In a document management program that I’m writing I’m displaying images in a
QGraphicsView supports a drag mode that allows a user to simply click and drag within the view to pan around, which works great when I a large image displayed and the user has zoomed in quite far.
Panning the image this way does mean that the user has to click back on the image and move the mouse again when the mouse reaches the end of the screen. I needed a way to implement mouse wrapping so that when the mouse reaches the end of the
QGraphicsView during panning and the user is still holding down the left mouse button the mouse will jump to the opposite edge, giving a smooth continuous pan.
Here’s what I came up with…read more
Most databases store dates in the format YYYY-MM-DD. When using a
QTableView to display a database table in PyQt it’s useful to be able to display this in a different format. Being from the UK I’d rather have the date displayed in the UK style – DD/MM/YYYY. This is where
QStyledItemDelegate comes in.
I’d put off looking into this for a while because whenever I tried to look in to using
QStyledItemDelegate I saw people mentioning paint methods. I know nothing about painting in PyQt and get quite scared when I see it mentioned. I really need to get over that.
Not to worry though, because it’s not needed…read more
The tiffsplit program from the libtiff library does a good job of splitting multi-page TIFF files into single pages. It doesn’t seem that great at handling TIFFs saved with ‘old-style’ JPEG encoding.
It’ll produce files, and the correct number of files too, but the files are actually in JPEG format. Most image viewers won’t open them still because they’re JPEG files with TIFF headers.
Assuming you have a TIFF file made up entirely of old-style JPEG encoded images you can loop through the files that tiffsplit has exported and remove the first eight bytes to give valid JPEG files.
The Python function below will write the contents of a given file that come after the first eight bytes into a new file with the ‘.jpg’ extension before deleting the original passed file.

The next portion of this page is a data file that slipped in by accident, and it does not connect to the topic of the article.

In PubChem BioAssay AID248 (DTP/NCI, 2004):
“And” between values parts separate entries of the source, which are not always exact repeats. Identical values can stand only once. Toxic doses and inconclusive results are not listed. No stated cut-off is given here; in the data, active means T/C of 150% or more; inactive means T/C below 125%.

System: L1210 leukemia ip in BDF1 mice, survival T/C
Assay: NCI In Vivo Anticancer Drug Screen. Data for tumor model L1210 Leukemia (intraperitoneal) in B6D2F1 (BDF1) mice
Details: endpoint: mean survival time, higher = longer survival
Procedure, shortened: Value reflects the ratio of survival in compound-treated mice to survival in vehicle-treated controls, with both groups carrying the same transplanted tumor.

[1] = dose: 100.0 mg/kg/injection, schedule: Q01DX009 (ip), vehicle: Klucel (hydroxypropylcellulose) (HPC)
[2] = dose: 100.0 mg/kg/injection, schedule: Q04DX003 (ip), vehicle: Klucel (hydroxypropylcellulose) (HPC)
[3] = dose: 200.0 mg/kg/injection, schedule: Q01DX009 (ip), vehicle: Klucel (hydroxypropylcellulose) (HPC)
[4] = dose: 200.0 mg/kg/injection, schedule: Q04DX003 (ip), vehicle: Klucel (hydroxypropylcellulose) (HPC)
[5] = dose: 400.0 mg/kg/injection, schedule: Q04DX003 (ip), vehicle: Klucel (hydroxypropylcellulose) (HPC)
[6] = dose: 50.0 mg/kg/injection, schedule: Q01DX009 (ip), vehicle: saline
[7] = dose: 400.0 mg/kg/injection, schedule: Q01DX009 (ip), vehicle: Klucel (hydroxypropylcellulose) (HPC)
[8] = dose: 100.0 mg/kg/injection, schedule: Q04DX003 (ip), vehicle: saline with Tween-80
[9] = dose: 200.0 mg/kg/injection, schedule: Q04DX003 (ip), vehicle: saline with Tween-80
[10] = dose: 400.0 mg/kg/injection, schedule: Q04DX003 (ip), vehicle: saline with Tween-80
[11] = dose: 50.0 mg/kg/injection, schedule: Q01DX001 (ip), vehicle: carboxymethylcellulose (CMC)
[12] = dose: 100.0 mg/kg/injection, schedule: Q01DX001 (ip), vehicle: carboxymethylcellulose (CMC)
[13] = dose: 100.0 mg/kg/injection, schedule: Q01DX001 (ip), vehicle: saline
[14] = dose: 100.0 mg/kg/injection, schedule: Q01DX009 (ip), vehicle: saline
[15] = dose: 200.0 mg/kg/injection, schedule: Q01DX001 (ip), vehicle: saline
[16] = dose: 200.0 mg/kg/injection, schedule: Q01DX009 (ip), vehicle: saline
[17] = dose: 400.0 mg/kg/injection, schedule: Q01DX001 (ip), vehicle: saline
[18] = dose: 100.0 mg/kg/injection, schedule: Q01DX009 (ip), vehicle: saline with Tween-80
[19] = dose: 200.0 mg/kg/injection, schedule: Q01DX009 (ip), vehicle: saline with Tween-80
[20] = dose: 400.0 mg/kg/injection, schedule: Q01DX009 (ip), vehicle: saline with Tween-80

Write the contents of the given file after the first 8 bytes to
a new file, then delete the original.
new_path = '%s.jpg' % os.path.splitext(path)
with open(path, 'rb') as input_file:
with open(new_path, 'wb') as output_file:
Right clicking the taskbar in Windows 7 and selecting Toolbars and New Toolbar will let you select a folder on your computer to add as a taskbar menu. Here’s how to make the label take up less space…read more
At work we use QR Codes. It’s a pretty recent thing. For a few clients we used to scan pages of a file and then have the scanner operator stop what they were doing to give the TIFF file a meaningful filename. Now we have the clients supply cover sheets, generated with custom software, that contain QR codes. These then get processed after scanning and before the scan of the header sheet is discarded the indexing data is decoded using ZBar through an AutoHotkey script.
A few days ago we hit a problem. We’d scanned a few thousand pages but the script was unable to decode any of the indexing data from the QR codes. Not a single page. After looking into it I found that there were quality issues with the printing of the cover sheet. I could tell that the QR code was valid because the app I use on my mobile phone could read it fine, but ZBar could not. And ZBar is what matters – I wasn’t about to sit down decoding QR codes with my phone all day.read more